Was reading a paper yesterday that the great Bernard Cova has been writing on ethnography and how business is only scratching the surface of it at the moment. Really stimulating but more of that anon.
In this paper, he mentions the need to ponder experiences for a bit. To let them settle down inside before you start to make sense of them. He quotes Umberto Eco, ““I need to sleep on it to tell you what I think – for the moment, I’m only feeling a few scattered emotions”
So…I’ve done two sleeps on my experiences on Thursday night and I’m still not entirely there – just a bit closer to knowing what I think about Punchdrunk‘s Faust in Wapping but no more. It’s not like theatre as you know it, but extraordinary theatre nonetheless…
So how to describe it? A derelict 5 storey warehouse in Docklands has been taken over and dressed as the set for an interwar American version of Goethe’s Faust (the story of the guy who sold his soul to the devil for 25 years of earthly pleasure). You – the audience – “are free to watch what [you} choose to watch and go where [you] choose to go”. At no time are you told what to follow, what to expect, what is where or what it all means. You chance about individual actors, their stories and their settings…and find yourself following the story around in different fragments. Of course, what makes it even more interesting is that the story is told largely through physical theatre rather than verbally-driven dialogue alone – circus skills, dance as well as improv all collide in your experience of the story.
I don’t want to describe it any more because as Sammy puts it, it was “one of the most extraordinary evenings I have ever spent” and a large part of the experience was the discovering and exploration.
To those of us in planning and marketing-land, it prompts a few thoughts:
i. Few brands are ever as interesting as this. Few creative products are ever as interesting or risky as this. Few ‘customer experiences’ are ever anywhere near as stimulating as this. Why?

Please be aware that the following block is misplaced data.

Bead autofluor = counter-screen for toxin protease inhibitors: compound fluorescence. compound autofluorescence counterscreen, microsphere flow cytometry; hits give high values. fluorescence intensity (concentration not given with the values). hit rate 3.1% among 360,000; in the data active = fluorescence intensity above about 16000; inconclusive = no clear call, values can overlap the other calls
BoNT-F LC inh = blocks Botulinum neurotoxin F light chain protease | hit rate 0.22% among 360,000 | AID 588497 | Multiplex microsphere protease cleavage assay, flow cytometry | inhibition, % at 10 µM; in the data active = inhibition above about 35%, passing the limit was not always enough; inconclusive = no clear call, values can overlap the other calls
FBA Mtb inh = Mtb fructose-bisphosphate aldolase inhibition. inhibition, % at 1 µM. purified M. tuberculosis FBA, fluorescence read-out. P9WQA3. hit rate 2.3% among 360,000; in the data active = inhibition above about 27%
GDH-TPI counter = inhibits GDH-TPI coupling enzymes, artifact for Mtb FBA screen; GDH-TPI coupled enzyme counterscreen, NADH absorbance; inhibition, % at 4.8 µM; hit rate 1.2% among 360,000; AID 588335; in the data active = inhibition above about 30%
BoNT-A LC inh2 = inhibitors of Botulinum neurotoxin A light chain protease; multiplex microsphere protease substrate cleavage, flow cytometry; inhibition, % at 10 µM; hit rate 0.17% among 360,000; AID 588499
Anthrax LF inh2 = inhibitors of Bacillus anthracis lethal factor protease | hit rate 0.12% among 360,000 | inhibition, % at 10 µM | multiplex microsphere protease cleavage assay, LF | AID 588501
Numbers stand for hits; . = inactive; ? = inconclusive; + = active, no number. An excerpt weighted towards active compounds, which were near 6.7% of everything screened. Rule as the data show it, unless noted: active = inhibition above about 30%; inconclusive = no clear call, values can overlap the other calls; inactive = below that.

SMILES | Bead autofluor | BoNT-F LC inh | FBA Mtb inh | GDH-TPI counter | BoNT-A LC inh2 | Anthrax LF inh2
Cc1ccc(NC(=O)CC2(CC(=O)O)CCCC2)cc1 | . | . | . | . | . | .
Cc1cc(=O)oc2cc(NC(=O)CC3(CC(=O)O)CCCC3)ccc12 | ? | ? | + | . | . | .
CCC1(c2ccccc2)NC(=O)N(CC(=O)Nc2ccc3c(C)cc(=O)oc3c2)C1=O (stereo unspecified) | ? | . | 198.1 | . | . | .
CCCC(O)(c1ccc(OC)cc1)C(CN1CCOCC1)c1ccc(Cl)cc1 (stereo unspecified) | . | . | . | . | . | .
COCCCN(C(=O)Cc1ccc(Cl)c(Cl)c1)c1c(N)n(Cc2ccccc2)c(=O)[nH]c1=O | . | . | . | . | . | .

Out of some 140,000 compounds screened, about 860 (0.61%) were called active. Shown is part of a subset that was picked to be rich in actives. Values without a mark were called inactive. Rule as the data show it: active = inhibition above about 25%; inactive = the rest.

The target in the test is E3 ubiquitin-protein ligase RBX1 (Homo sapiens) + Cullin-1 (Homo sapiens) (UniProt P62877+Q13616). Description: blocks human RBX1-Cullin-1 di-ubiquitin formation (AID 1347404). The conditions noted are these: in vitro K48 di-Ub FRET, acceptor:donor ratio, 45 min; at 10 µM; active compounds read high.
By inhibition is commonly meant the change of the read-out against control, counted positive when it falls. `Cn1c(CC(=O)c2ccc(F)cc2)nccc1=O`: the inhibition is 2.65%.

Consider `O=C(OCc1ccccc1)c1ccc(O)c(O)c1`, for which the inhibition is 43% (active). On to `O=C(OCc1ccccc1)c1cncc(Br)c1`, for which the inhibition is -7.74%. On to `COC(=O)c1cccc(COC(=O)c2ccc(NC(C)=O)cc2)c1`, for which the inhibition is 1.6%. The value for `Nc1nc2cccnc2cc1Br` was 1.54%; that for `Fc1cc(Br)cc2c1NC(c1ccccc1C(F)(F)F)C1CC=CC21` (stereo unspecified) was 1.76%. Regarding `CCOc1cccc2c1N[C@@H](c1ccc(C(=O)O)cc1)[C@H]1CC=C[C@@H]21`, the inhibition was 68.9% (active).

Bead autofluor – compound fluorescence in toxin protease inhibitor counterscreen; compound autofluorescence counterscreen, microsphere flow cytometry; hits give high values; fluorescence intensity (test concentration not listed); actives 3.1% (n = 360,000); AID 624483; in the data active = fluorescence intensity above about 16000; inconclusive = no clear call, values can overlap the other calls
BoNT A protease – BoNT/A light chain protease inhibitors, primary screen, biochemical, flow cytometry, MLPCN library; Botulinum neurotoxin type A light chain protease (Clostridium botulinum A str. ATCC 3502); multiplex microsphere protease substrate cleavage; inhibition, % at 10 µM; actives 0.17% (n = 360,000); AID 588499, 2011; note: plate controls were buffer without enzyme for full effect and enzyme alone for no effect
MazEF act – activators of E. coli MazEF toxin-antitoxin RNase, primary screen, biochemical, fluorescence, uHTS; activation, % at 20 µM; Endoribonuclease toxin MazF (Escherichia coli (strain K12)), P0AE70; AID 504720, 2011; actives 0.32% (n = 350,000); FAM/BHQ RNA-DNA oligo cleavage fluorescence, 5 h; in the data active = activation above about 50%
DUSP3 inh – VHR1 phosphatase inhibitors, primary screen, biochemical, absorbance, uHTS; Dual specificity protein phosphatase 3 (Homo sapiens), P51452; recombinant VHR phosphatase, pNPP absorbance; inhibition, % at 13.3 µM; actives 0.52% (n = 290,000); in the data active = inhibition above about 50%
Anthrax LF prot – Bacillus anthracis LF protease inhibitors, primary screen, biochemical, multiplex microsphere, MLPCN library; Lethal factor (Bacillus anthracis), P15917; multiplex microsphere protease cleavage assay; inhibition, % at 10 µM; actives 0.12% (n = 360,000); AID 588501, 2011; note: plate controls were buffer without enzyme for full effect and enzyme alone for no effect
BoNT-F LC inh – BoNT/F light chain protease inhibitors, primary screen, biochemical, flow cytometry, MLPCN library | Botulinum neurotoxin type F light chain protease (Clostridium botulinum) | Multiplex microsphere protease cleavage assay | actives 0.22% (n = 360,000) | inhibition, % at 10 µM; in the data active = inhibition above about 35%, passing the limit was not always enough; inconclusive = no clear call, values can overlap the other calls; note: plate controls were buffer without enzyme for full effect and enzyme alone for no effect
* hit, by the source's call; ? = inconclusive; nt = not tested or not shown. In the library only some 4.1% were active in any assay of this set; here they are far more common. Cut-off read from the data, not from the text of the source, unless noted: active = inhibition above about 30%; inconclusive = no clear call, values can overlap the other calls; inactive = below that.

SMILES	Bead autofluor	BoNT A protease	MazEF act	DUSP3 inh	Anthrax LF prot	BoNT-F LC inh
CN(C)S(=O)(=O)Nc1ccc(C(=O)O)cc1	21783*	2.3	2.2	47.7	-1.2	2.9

ii. Why do we still persist in imagining that there is a fixed story – a show – a meaning – access to which is also closed and controlled? Where they are the audience and we the performers? That it somehow starts a point A and goes to B and then on to C (and there’s no other way to do it). The truth is the audience piece it (the meaning?) together themselves in lots of idiosyncratic ways and in ways we cannot control. How can we learn to live with this?
iii. At lots of points in our exploration of individual strands we found ourselves at ‘backwaters’ of thae overall narrative. We could have lost interest were it not for the fact that the performers and the environment were just compelling and inventive beyond words…why don’t we see the little things – the non-strategic parts of customer experience or communications programmes as being important…? the big plot points are easy, giving everything what punchdrunk call “cinematic detail” is much harder. Why don’t we try harder?
iv. We all wore masks (half chimp, half duck – wierd) which made things even stranger. It reduced our peripheral vision but also stopped us looking for facial responses around us. It made the rest of the audience a blank-ish multi-headed physical phenomenon around us. We all wandered around in the semidarkness of the shadowy set in small groups and ones and twos. At first we did so randomly, not sure how to respond to what we found – some of us were more curious, some more cautious just as in the real world. Certainly, Sammy and I both found ourselves reaching for each other’s hand at various points early on. But gradually we all ‘caught on’: we learned to follow the noise, to follow characters, to follow the others following the noise and so on, to watch and watch and feel and listen and respond. In the semi-darkness, I just sensed the power of other people to shape my feelings, my perceptions and my responses. My herd nature was made absolutely and tangibly clear to me; Sammy said the same.
If ever I have to explain what the new world of marketing is all about, I’d like to be able to show this experience. In fact, I’d like to roll it up the whole fabulous set up and keep it with me and go back again and again. I’m going to try to go again but I’m sure even if I don’t, I’ll come back to the experience several times. If Umberto needs one night’s sleep to know what he thinks, I need several…
Do yourself a favour. Book yourself a ticket before the run ends. See what you learn. At least, I’ll have someone else to talk to about it…